Monday, 24 August 2009

Roast lamb with preserved lemons

Yesterday, Sunday, was very busy. The village throws a meal for all inhabitants once a year, just before the kids go back to school, and yesterday was the day. Peter, Greta and I walked across the road to the village "square" at about 12:15... and didn't get home until after 17h. It was a very enjoyable way to meet the neighbours and talk about things- and the meal wasn't bad either.

With the aperitif (white wine, of course, that's usually what is served for the "apéro" in French-speaking Switzerland), we were given cubes of a rather nice pizza bread, a smear of tomato and a thin layer of crunchy cheese on top of what I think was sourdough loaf. Then the first course was melon with jambon cru, followed by what we think was longeole, served with polenta with four cheeses and an onion sauce. Very nice. Then a green salad (a shame they were running low on the salad dressing when I got my second helping!), a berry tiramisu for dessert, and finally coffees and limoncello.

At about 16h I inquired of Peter whether he was still expecting me to cook roast lamb- it turned out, to my utter lack of surprise, that he was.

We'd picked up a half leg of lamb on special offer on Saturday, and, as I'd been reading food magazines in bed and come across this recipe for lamb with preserved lemons, and had liked it, I'd torn it out.

Incidentally, in the same article, there was a recipe for 6-8 servings, which called for, among the rather extensive list of ingredients, 3/4 of a teaspoon of lemon zest and 1/4 of a teaspoon of lime zest. When I read ingredients like that, I can't help wondering who on earth would actually do that. It's the sort of ingredient that makes me skip to the next recipe. As I do with most recipes with more than ten ingredients.

Often, it's American recipes that seem to have ridiculous numbers of ingredients. Which explains why I cook very few American recipes. When I do, however, I know several things- first of all, I'm going to estimate a number of things (a stick of butter? and how much is a cup of butter?), as I'm used to weighing things... and second, I'm going to at least double the spices. Most American recipes seem so woefully underspiced, half the time, you can barely taste them. The recipe for oatmeal and raisin cookies in the Joy of Cooking, for example- that needs a serious tripling of the amount of cinnamon and whatever-the-other-spice is.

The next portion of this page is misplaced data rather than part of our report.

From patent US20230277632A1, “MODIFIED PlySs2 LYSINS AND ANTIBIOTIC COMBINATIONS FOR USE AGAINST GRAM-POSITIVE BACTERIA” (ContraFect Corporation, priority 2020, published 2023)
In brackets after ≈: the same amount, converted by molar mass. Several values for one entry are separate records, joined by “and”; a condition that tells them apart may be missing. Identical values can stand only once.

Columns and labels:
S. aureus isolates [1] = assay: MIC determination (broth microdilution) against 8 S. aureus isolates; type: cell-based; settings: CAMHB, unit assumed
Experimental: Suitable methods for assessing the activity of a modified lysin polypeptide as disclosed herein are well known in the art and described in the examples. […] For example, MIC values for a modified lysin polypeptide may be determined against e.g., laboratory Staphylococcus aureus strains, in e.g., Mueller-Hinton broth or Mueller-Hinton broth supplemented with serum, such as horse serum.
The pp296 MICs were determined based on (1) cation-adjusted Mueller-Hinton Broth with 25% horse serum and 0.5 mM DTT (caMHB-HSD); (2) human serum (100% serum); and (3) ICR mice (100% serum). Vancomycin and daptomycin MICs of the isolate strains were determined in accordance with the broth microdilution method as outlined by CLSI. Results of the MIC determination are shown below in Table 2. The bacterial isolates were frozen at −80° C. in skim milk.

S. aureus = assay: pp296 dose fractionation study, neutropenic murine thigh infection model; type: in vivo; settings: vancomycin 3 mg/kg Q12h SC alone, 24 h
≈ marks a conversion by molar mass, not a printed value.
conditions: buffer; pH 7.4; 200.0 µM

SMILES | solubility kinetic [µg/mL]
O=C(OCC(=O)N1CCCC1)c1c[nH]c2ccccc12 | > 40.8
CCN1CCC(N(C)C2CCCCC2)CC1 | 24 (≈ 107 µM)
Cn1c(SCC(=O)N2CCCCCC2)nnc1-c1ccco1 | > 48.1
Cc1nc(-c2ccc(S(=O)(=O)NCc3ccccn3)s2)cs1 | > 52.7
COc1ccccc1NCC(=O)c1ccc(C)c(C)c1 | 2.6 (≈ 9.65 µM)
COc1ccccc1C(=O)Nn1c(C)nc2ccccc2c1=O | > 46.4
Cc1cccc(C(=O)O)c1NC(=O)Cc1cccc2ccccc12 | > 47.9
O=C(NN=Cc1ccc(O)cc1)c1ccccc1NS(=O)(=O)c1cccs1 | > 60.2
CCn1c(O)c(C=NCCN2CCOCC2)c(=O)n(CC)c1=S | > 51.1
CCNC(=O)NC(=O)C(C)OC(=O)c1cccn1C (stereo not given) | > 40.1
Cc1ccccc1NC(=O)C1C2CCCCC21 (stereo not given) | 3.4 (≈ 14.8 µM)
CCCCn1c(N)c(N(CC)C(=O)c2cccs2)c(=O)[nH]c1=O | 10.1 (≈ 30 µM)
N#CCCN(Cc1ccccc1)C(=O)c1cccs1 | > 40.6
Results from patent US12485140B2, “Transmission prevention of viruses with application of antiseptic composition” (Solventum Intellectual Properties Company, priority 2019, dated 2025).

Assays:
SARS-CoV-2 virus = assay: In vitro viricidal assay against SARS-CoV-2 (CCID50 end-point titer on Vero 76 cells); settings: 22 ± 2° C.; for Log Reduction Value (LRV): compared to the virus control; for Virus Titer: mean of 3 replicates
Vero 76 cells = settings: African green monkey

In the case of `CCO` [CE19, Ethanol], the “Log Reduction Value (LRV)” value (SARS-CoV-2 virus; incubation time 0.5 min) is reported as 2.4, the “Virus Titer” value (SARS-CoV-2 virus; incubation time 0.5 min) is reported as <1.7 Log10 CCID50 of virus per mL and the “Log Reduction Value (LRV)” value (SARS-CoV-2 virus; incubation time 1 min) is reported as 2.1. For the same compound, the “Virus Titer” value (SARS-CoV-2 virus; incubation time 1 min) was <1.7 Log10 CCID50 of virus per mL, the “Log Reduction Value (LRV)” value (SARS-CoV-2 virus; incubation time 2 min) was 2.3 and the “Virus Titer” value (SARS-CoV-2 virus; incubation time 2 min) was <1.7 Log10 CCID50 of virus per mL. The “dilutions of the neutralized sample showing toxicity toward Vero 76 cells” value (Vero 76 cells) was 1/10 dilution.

Anyway, going back to our dinner, which we ended up having at 22:10, very late for us, as the lamb had to cook for 4 hours, and I didn't get it in the oven until 18h.

I cut the meat off the bone, and cut it roughly into chunks. In my blender, I put 3 slightly-bigger-than-small onions, 1.5 preserved lemons (all I had left), 1.5 heads garlic, the leaves off 4 sprigs of marjoram from my father-in-law's garden, and the leaves from 2 sprigs of rosemary from the same place (the recipe specifies coriander leaves, which seemed odd, as after 4 hours, they'd just not be there any more!). Blended that, then added 1/2 tablespoon cumin seeds, blended again, then added about 100cl water. Maybe 150cl. I tossed the lamb together with the mix, put it in a pyrex dish (the top half of my chicken roaster, put some slices of butter on top (unnecessary, I think), then popped it in the oven at 150C.

It cooked slowly for four hours, after which I spooned some of the fat off the top, and served it up with boiled potatoes. It made the whole apartment smell deliciously of garlic (despite me having the kitchen windows open and the door closed)- but I noticed that about half way through the cooking, the lemons started to come out. Mm.

The meat just fell apart at the prod of a fork, but could maybe have done with another forty minutes. Or a slightly fattier cut. Notwithstanding this, it was very nice, and I'll be making it again. Peter had two helpings, I did too! The crusty bits on the top of the lamb, where it was poking out of the mush, were just delicious.

I do think that next time it deserves a far more assertive side-dish- something with a bit more kick. A rocket salad might be an option, or at least a salad with quite an acidic vinaigrette, in order to cut some of the fat.

Greta didn't have any, as she was long in bed- for the last few days, she's refused anything other than bread, cheese, and garlic sausage. I've been lucky and got her to understand that one quarter slice of garlic sausage is a fair exchange for one spoonful of yoghurt/vegetable/fruit. I should probably put garlic in her fruit mush- but I don't think it would go with the apricot and blueberry compote I made her yesterday morning!

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